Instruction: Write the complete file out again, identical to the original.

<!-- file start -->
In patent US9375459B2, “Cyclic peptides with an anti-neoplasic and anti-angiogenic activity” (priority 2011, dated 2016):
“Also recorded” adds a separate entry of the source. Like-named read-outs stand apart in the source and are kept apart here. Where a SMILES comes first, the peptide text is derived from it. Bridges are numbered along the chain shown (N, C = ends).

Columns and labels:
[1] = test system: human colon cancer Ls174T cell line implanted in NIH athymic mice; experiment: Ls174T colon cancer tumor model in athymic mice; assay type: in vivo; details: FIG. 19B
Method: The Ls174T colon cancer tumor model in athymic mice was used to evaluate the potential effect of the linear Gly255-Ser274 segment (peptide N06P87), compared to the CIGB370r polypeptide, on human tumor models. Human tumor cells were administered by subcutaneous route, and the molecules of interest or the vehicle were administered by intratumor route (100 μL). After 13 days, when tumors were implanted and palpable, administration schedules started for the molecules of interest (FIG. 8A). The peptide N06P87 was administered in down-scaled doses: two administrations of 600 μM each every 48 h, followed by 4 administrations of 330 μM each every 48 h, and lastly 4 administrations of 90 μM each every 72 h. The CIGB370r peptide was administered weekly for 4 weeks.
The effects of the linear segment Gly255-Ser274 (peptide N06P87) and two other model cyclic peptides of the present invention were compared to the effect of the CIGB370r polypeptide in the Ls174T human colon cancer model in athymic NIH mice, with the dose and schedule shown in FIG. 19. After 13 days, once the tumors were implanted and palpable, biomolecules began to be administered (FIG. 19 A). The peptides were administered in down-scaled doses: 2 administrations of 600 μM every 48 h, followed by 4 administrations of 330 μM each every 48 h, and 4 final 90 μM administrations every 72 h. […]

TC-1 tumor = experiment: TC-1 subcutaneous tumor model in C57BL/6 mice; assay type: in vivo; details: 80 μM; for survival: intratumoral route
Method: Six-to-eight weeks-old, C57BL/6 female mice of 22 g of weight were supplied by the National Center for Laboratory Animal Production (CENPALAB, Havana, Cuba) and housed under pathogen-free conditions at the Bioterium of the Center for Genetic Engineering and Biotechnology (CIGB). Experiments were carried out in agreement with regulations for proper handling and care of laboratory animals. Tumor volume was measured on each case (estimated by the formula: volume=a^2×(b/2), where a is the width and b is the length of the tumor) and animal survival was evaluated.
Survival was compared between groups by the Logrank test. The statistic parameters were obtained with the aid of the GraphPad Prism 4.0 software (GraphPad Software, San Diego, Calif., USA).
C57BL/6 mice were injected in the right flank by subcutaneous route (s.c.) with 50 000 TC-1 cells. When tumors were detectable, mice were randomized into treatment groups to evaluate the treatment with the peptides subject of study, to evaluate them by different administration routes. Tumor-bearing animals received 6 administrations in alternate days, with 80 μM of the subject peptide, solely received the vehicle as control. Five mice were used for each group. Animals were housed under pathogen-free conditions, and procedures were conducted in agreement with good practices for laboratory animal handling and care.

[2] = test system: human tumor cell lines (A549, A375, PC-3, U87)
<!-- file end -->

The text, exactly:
In patent US9375459B2, “Cyclic peptides with an anti-neoplasic and anti-angiogenic activity” (priority 2011, dated 2016):
“Also recorded” adds a separate entry of the source. Like-named read-outs stand apart in the source and are kept apart here. Where a SMILES comes first, the peptide text is derived from it. Bridges are numbered along the chain shown (N, C = ends).

Columns and labels:
[1] = test system: human colon cancer Ls174T cell line implanted in NIH athymic mice; experiment: Ls174T colon cancer tumor model in athymic mice; assay type: in vivo; details: FIG. 19B
Method: The Ls174T colon cancer tumor model in athymic mice was used to evaluate the potential effect of the linear Gly255-Ser274 segment (peptide N06P87), compared to the CIGB370r polypeptide, on human tumor models. Human tumor cells were administered by subcutaneous route, and the molecules of interest or the vehicle were administered by intratumor route (100 μL). After 13 days, when tumors were implanted and palpable, administration schedules started for the molecules of interest (FIG. 8A). The peptide N06P87 was administered in down-scaled doses: two administrations of 600 μM each every 48 h, followed by 4 administrations of 330 μM each every 48 h, and lastly 4 administrations of 90 μM each every 72 h. The CIGB370r peptide was administered weekly for 4 weeks.
The effects of the linear segment Gly255-Ser274 (peptide N06P87) and two other model cyclic peptides of the present invention were compared to the effect of the CIGB370r polypeptide in the Ls174T human colon cancer model in athymic NIH mice, with the dose and schedule shown in FIG. 19. After 13 days, once the tumors were implanted and palpable, biomolecules began to be administered (FIG. 19 A). The peptides were administered in down-scaled doses: 2 administrations of 600 μM every 48 h, followed by 4 administrations of 330 μM each every 48 h, and 4 final 90 μM administrations every 72 h. […]

TC-1 tumor = experiment: TC-1 subcutaneous tumor model in C57BL/6 mice; assay type: in vivo; details: 80 μM; for survival: intratumoral route
Method: Six-to-eight weeks-old, C57BL/6 female mice of 22 g of weight were supplied by the National Center for Laboratory Animal Production (CENPALAB, Havana, Cuba) and housed under pathogen-free conditions at the Bioterium of the Center for Genetic Engineering and Biotechnology (CIGB). Experiments were carried out in agreement with regulations for proper handling and care of laboratory animals. Tumor volume was measured on each case (estimated by the formula: volume=a^2×(b/2), where a is the width and b is the length of the tumor) and animal survival was evaluated.
Survival was compared between groups by the Logrank test. The statistic parameters were obtained with the aid of the GraphPad Prism 4.0 software (GraphPad Software, San Diego, Calif., USA).
C57BL/6 mice were injected in the right flank by subcutaneous route (s.c.) with 50 000 TC-1 cells. When tumors were detectable, mice were randomized into treatment groups to evaluate the treatment with the peptides subject of study, to evaluate them by different administration routes. Tumor-bearing animals received 6 administrations in alternate days, with 80 μM of the subject peptide, solely received the vehicle as control. Five mice were used for each group. Animals were housed under pathogen-free conditions, and procedures were conducted in agreement with good practices for laboratory animal handling and care.

[2] = test system: human tumor cell lines (A549, A375, PC-3, U87)